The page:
The Supreme Court said Tuesday it would take another look at an independent panel that draws Arizona’s electoral maps, a day after the court ruled states can use such commissions for redistricting. The high court’s Monday decision, which came on a 5-4 vote, focused on allowing states to use commissions to draw district boundaries for federal elections. The new case examines whether Arizona’s panel violated the law in how it set boundaries for state races beginning in 2012. A group of state voters brought the challenge, arguing the Arizona Independent Redistricting Commission created districts with varying numbers of voters that diluted the power of Republican districts in favor of Democrats.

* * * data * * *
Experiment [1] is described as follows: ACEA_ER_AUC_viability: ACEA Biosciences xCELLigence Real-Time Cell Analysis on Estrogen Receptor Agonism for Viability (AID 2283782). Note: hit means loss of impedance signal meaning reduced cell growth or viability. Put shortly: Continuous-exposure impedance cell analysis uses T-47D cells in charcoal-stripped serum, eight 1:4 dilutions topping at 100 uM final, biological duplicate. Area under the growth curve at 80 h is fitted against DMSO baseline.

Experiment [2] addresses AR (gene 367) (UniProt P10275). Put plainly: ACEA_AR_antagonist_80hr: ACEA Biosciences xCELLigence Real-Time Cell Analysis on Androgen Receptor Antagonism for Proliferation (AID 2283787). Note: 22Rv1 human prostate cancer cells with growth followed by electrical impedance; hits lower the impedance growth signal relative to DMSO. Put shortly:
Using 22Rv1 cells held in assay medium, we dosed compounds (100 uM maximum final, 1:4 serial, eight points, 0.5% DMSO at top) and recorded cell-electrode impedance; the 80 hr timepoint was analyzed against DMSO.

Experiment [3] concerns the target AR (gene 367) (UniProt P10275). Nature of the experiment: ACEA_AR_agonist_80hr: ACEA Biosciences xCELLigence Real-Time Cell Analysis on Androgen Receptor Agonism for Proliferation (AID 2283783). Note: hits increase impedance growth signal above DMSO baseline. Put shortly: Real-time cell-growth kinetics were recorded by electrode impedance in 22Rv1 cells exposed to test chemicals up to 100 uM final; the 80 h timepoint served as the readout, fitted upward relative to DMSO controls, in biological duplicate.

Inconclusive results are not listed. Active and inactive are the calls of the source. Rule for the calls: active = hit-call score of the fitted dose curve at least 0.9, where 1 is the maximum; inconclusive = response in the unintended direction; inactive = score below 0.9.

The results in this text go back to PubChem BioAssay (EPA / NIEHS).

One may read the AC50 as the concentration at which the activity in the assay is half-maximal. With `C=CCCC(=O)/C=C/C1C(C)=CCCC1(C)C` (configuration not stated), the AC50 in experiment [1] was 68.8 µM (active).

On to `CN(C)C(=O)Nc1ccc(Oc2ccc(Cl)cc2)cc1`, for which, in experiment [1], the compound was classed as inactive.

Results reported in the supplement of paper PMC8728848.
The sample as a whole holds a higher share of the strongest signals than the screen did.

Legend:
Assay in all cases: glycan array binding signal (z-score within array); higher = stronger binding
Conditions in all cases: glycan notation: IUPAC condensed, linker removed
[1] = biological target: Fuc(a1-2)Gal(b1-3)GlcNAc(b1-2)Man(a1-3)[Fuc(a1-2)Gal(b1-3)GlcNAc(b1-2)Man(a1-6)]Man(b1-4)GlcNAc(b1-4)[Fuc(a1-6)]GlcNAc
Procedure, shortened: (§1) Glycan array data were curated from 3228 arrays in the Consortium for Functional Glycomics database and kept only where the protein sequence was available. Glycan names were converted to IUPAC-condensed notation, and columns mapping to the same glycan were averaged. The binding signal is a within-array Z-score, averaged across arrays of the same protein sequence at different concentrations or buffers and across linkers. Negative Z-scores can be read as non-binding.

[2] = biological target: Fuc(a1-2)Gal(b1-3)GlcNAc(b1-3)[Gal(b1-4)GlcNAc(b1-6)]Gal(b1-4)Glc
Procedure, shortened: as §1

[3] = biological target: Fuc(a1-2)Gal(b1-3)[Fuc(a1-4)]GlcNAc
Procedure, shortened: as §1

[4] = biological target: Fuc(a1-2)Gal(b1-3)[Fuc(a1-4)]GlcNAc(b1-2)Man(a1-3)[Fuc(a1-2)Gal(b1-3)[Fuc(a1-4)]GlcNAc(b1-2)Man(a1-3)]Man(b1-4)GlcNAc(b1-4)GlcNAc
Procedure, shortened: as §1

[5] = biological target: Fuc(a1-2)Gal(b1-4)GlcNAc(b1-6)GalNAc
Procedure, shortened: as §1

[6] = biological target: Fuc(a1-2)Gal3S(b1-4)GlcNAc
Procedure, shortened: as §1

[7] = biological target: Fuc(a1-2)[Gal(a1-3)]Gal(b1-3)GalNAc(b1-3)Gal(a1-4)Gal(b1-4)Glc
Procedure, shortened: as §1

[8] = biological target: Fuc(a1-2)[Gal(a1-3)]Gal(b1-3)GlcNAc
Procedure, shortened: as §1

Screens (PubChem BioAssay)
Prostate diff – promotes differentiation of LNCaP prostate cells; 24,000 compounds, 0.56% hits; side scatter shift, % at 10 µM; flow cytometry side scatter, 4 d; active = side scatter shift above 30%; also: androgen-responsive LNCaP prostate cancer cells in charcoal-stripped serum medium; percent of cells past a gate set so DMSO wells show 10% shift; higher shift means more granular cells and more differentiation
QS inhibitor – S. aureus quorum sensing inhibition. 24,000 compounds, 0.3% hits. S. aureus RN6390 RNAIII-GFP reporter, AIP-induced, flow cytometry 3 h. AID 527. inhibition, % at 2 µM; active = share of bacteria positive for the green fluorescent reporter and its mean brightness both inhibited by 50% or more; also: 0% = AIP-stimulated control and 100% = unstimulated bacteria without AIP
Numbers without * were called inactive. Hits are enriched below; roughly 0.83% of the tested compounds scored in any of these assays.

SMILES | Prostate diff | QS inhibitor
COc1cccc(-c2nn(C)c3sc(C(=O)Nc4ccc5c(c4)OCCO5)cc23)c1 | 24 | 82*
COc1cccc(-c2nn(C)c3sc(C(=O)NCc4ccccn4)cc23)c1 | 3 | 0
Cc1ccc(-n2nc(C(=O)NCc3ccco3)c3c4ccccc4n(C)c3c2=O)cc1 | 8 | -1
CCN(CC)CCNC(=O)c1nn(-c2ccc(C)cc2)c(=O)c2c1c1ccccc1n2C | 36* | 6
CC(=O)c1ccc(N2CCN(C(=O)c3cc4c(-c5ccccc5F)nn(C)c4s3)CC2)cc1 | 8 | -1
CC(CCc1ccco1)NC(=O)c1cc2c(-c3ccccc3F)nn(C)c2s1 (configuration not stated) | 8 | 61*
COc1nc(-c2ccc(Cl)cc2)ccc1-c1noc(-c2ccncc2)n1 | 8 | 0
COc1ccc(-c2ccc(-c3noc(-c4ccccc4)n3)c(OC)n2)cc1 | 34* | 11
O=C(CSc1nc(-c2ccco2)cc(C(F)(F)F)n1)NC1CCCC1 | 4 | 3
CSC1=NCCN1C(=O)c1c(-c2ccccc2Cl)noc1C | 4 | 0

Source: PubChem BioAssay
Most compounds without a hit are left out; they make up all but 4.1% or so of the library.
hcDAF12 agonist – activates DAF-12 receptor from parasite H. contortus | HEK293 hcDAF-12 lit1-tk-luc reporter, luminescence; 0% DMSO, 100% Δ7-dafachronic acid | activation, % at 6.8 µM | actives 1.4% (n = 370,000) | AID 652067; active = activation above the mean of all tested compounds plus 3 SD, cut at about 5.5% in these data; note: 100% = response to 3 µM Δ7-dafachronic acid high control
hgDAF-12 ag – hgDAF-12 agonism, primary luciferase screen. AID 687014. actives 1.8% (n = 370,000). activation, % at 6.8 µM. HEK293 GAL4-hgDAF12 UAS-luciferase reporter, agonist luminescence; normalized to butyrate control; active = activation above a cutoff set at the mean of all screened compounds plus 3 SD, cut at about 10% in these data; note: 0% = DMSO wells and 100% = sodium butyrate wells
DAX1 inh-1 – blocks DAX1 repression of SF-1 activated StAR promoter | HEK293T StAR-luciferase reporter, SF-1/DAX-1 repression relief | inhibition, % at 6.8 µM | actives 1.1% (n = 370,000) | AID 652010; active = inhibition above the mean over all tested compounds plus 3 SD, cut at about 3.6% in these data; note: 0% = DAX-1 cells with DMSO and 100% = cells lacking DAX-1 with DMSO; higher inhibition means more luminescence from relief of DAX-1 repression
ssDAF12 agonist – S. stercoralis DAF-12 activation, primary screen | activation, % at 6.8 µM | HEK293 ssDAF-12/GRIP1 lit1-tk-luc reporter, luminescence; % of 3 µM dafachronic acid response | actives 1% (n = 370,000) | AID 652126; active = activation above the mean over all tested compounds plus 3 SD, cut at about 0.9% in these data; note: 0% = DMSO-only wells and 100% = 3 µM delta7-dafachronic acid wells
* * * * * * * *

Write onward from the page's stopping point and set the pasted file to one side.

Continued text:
The challengers alleged members of the redistricting commission were motivated by partisan concerns and wanted to create districts in which Hispanic voters could exert influence.
Wesley W. Harris, the named plaintiff in the case and a conservative activist who helped found a tea-party branch in Phoenix, said he disagreed with the Supreme Court’s ruling Monday allowing redistricting commissions, but said he was happy the justices would further review the Arizona panel’s work, which he said disenfranchised Republican voters.